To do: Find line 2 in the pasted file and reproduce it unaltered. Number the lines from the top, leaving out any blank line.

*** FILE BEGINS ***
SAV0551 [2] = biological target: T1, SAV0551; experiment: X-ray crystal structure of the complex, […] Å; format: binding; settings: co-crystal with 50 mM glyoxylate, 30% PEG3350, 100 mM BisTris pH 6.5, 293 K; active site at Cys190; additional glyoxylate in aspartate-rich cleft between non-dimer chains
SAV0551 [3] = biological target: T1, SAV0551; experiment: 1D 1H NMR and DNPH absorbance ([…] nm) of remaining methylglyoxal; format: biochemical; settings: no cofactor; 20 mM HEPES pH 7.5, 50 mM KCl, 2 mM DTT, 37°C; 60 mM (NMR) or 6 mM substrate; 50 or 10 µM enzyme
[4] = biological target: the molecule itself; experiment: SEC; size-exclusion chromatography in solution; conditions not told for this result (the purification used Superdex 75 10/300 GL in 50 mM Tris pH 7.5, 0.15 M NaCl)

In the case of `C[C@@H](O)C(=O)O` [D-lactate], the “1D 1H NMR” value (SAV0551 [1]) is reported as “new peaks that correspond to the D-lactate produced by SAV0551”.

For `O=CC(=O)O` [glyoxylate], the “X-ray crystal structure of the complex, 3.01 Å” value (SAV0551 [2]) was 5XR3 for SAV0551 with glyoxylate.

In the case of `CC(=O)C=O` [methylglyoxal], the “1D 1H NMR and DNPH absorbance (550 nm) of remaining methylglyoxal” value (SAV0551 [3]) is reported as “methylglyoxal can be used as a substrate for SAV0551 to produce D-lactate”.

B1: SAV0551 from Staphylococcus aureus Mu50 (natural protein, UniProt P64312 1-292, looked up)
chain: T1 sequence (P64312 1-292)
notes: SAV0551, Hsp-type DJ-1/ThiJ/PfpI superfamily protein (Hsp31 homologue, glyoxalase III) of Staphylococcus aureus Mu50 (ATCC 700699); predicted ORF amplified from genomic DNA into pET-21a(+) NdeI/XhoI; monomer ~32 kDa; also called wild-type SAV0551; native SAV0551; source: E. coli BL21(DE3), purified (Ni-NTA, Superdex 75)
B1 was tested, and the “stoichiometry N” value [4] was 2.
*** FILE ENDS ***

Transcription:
SAV0551 [3] = biological target: T1, SAV0551; experiment: 1D 1H NMR and DNPH absorbance ([…] nm) of remaining methylglyoxal; format: biochemical; settings: no cofactor; 20 mM HEPES pH 7.5, 50 mM KCl, 2 mM DTT, 37°C; 60 mM (NMR) or 6 mM substrate; 50 or 10 µM enzyme